Tuesday, February 12, 2008

Tanakaism: The Final Days

On March 31, 2008 the Liberal Democratic Party will die.

Well, perhaps not the Liberal Democractic Party. But definitely a Liberal Democratic Party...the great, voracious beak of the octopus--the clownish, spiritually debilitating hogfest that has been the party's heart since a mawkish small-time construction company owner named Tanaka Kakuei bobbed, weaved, pocketed and disbursed his way around all the pre-war elites and grand poobahs to a place at the head of the table--the wealth-destroying bachannalia of concrete and cash so crass and transparent in its corruption that it made Abe Shinzō and the fantabulists look good by comparison.

To not appreciate the primacy of road building in the country is to not understand the country at all. The archipelago is draped in dense network of roads... a network not just of the roads themselves (and the bridges, the tunnels, the landslide-prevention measures) but of contractors, sub-contractors, subcontractors' subcontractors, former bureaucrats, part-time farmers, the postal savings system, the Ministry of Land and Infrastructure and thousands of politicians who have nothing else to do but live off the system -- that are The System.

When Inose Naoki wrote his Nihonkoku no Kenkyū (日本国の研究 - The Study of the Country Japan) he did not start with a description of the Iron Triangle of bureaucrats, industrialists and politicians. He did not talk about the lifelong employment system, about kaizen or about the prevalence of rote memorization in the schools. He did not talk about the kami, self-sacrifice, dependent behavior or the ideology of the Meiji.

He wrote about infuriating excellence of Japan's logging roads--roads without traffic, going nowhere, scarring the countryside--by design.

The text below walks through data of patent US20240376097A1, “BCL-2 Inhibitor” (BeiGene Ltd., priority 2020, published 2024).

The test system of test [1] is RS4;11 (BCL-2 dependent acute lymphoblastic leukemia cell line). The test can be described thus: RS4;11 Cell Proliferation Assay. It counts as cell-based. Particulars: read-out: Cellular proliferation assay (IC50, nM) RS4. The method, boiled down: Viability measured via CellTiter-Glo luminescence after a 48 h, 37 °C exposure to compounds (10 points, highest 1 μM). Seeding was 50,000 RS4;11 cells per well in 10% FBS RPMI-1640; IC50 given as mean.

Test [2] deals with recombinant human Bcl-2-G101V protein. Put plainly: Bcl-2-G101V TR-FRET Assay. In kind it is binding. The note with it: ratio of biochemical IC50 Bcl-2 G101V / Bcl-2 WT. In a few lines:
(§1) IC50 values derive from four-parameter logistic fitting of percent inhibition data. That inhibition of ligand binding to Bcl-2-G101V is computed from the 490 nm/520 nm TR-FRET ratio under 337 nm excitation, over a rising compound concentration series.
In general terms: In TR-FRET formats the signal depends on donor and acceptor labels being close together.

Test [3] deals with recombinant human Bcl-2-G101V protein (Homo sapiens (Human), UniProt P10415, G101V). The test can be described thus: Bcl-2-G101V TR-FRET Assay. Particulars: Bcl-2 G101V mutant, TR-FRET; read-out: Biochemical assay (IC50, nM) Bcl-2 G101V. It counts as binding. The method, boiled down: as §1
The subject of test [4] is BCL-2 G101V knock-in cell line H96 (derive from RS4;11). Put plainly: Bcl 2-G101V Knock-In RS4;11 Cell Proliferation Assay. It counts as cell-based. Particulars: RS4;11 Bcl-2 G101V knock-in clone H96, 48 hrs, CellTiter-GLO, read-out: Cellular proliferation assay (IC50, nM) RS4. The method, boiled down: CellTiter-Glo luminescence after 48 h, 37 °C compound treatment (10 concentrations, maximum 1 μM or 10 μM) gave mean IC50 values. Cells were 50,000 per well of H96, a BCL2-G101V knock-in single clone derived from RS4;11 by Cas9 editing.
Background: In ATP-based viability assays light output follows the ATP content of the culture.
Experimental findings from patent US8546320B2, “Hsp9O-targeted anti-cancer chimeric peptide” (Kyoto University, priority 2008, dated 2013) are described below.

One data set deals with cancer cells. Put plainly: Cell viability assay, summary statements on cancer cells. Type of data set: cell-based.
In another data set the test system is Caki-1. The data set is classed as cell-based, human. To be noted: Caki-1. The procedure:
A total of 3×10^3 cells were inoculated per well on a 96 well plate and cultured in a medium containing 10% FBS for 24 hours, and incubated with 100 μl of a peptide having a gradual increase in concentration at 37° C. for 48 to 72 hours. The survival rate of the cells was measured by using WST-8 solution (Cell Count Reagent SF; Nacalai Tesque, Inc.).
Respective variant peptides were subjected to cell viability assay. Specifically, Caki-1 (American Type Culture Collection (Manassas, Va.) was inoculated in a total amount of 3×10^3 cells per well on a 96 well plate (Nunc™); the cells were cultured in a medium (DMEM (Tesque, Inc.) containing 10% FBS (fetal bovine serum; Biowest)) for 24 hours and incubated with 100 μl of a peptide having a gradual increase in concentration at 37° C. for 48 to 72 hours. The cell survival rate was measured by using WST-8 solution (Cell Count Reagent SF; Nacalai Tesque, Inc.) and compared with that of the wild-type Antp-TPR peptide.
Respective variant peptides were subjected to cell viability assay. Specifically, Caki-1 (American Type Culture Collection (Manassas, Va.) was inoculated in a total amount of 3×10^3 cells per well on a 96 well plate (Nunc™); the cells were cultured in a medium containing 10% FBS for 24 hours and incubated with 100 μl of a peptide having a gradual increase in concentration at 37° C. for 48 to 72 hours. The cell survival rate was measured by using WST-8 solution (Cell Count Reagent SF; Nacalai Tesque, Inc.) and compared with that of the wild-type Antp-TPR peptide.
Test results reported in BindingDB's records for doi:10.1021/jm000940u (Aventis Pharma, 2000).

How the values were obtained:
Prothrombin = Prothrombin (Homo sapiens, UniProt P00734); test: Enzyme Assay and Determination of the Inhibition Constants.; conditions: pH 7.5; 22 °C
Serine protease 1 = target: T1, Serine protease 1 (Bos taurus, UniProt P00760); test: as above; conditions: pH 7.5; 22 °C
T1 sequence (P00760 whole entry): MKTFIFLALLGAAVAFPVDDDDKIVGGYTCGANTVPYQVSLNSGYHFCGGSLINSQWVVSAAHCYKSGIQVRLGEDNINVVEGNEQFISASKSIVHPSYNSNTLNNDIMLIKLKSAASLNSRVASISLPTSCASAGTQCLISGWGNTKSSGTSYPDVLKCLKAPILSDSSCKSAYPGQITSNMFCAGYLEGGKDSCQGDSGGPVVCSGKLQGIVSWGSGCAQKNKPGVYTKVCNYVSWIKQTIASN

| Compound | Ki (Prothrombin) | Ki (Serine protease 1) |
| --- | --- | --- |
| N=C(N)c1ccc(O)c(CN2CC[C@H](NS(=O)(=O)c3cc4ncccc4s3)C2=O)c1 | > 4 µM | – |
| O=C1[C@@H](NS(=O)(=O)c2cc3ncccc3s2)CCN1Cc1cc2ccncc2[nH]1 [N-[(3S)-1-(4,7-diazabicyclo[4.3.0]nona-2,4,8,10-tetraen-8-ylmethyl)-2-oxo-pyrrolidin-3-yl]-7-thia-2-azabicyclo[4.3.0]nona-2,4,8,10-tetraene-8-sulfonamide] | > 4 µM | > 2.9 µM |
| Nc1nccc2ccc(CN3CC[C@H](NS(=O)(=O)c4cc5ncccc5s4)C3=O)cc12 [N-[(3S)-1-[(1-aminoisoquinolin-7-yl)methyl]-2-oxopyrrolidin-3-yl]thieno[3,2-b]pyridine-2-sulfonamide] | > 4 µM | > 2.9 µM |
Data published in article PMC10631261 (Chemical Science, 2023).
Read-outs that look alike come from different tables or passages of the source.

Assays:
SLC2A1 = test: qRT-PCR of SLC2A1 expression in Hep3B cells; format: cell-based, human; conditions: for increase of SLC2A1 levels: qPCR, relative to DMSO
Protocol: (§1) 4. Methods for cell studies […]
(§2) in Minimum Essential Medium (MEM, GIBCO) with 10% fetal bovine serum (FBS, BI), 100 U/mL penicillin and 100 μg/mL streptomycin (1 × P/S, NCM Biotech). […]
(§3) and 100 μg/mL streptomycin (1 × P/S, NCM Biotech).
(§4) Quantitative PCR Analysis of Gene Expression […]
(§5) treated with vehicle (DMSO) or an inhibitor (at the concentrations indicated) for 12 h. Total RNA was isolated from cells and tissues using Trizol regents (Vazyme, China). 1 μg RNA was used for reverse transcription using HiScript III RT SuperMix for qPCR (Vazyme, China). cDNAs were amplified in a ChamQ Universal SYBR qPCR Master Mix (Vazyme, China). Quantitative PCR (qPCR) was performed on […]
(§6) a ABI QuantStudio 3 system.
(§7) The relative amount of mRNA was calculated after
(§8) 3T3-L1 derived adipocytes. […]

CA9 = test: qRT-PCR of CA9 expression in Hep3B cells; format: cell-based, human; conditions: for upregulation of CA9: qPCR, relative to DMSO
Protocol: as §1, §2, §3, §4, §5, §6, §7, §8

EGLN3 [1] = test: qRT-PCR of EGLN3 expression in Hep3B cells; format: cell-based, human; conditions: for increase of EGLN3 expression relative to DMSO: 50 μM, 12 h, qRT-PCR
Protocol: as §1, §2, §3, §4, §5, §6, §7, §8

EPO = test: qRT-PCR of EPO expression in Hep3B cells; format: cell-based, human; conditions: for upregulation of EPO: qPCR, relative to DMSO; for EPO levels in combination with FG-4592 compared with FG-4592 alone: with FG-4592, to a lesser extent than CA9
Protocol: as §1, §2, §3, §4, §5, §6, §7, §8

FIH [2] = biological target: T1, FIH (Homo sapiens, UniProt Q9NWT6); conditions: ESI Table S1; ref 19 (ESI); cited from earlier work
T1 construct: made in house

Over the last thirty-five years, nothing has been more important to a rural politician than the ability to dole out road construction contracts--indeed, for many politicians, securing of road construction contracts and getting reelected are the yin and the yang of government. One exists for the other--and for nothing else.

[Attending local social functions, the other mandatory activity of the rural politician, exists to prove to constituents that said politician is indeed still alive...which is not a joke, as we learned last year.]

The gasoline tax is the blood of the Tanakaist polity. So sure have politicians been of its power to motivate the base that they never even bothered to remove the zantei (interim, temporary) label from the levy. They knew, simply knew it would always be there--they indeed could not imagine political life without it.

When Koizumi Jun'ichirō set about saving the LDP by destroying it, he did so by siccing his two disrespectful, presumptuous attack dogs upon the road construction gang. His left hand loosed Inose upon the Dōro Kōdan (Japan Public Highway Corporation), forcing its breakup and the cleaning up of its finances. His right loosed Takenaka Heizō upon the Post Office, the piggy bank of the road construction state, forcing its breakup and privatization.

Since Koizumi's stepping down from the prime ministership, the road construction gang has been trying reassemble itself and get its hands back on the steering wheel. It got a huge boost of adrenaline in July of 2007 when Abe Shinzō's revisionist vision failed to entice the public into voting for the LDP. The stunning loss to Democratic Party leader Ozawa Ichirō's hoary and utterly insincere promises of transfers of wealth from the city to the countryside revived the hopes of the road construction partisans.